“Ah yes, to be unafraid,” he said. “You see, when I was in boarding school, I saw how the bullies would prey on the weak ones. I didn’t want to be weak, and I didn’t want to be a bully, so I decided to be the friend of the weak kids, and the bullies left me alone. I learned that if you are kind to people and approach them openly, then you are a better person for it, and doors can open that you never knew possible.” He told us an anecdote about food in the mess hall of his boarding school, stating that the big guys would take extra servings and the small kids would get nothing. So Tahari would give his food away, and then the big kids would feel bad that the nice guy didn’t have food, so they would share with him. In this way, Elie ensured the smaller kids got food, engendered goodwill with them and got the respect of the bullies.
Scott stopped him there and said, “Elie, you know I’ve heard all your stories, and I’ve never heard this one.” Tahari smiled and said, “The interviewers ask probing questions.”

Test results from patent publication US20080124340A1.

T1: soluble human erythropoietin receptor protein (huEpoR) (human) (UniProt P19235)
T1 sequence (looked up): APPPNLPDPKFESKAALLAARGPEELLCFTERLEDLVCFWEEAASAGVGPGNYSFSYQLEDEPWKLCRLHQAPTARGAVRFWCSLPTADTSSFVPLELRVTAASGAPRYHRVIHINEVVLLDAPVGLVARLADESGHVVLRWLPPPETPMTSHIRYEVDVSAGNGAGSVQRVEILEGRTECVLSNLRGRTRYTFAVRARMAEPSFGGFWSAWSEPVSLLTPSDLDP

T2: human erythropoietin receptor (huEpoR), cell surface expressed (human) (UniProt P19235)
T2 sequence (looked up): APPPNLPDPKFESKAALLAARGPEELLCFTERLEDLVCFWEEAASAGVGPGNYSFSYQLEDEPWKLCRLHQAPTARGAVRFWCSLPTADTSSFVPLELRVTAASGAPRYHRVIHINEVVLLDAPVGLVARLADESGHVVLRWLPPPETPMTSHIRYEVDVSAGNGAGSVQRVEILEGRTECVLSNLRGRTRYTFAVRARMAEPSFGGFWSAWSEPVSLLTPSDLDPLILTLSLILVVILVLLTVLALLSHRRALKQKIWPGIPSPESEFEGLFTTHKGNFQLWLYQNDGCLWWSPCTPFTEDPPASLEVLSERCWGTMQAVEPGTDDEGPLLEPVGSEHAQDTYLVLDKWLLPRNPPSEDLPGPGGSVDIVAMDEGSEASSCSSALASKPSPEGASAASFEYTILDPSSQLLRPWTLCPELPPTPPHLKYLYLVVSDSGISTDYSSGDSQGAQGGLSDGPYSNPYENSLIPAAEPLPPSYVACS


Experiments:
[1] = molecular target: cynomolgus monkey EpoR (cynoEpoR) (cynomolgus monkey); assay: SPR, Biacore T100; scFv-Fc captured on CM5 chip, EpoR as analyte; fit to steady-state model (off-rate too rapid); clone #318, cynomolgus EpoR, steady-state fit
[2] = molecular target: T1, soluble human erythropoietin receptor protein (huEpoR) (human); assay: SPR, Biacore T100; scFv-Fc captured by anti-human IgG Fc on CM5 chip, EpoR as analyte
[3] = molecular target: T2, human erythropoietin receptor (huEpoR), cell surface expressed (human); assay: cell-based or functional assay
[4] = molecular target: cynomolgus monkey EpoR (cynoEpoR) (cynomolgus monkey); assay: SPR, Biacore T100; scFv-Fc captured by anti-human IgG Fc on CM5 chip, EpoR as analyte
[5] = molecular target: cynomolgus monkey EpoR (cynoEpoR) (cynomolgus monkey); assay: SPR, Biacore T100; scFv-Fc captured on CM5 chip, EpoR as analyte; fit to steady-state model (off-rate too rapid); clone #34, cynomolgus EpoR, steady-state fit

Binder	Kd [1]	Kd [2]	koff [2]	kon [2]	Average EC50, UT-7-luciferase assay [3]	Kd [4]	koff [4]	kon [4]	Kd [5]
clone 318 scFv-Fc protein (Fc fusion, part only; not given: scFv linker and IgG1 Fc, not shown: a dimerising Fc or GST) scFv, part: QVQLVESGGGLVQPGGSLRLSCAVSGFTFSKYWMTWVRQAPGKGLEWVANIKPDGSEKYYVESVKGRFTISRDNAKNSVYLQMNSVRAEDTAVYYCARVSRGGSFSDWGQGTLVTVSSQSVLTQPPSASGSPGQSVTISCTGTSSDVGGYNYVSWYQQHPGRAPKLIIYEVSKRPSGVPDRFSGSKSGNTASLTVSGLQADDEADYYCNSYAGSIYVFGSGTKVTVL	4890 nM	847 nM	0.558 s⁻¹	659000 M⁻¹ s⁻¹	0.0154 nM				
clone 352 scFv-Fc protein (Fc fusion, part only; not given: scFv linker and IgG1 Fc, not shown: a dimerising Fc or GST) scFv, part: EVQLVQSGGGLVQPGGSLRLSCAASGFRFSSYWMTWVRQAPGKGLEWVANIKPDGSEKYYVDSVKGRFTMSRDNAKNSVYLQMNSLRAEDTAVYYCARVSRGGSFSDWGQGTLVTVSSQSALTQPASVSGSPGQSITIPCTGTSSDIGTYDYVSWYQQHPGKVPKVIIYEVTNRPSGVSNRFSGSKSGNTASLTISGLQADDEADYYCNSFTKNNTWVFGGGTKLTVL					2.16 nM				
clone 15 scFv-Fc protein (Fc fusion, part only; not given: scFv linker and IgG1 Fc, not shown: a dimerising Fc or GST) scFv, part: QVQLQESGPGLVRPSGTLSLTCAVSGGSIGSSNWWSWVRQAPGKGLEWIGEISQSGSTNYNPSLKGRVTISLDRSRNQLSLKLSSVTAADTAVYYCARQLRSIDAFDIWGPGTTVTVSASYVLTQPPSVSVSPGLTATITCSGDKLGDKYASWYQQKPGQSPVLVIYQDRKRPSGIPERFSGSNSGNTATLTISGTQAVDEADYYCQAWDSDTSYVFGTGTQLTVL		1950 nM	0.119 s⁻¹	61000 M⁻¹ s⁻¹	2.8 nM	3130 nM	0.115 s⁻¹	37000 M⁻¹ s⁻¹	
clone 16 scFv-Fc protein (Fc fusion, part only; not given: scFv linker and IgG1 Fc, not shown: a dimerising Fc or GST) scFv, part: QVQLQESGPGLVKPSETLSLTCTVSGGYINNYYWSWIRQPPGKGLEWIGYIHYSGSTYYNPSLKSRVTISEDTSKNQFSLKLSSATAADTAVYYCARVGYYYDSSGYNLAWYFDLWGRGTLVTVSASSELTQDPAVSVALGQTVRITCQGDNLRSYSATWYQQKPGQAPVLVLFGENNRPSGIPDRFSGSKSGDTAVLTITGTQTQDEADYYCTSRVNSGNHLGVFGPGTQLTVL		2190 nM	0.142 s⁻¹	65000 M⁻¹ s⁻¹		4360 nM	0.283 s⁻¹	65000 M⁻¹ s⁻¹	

Open, earnest, resourceful and persistent qualities made Tahari a household name and earned him the respect of moguls and doormen alike. As the inventor of the tube top, he rose to fame in the disco era and shaped womenswear for decades, building a nearly billion-dollar business in the process. Tahari is one of the last remaining designers who controls his own name and company, rarified with the likes of Ralph Lauren and Giorgio Armani. Yet his rags to riches tale and abundantly humane nature make him all the more unique. His story of a Persian refugee turned Jewish immigrant, turned homeless New Yorker, turned electrician, turned fashion designer, is truly a classic American tale.
Living only a few hundred yards from the Central Park bench he once called home, Tahari is living proof that the bravery and hope that created this nation is still alive today. As I left his home, I couldn’t help being reminded of something else people don’t say too often these days, but is nonetheless as true as ever:
Only in America.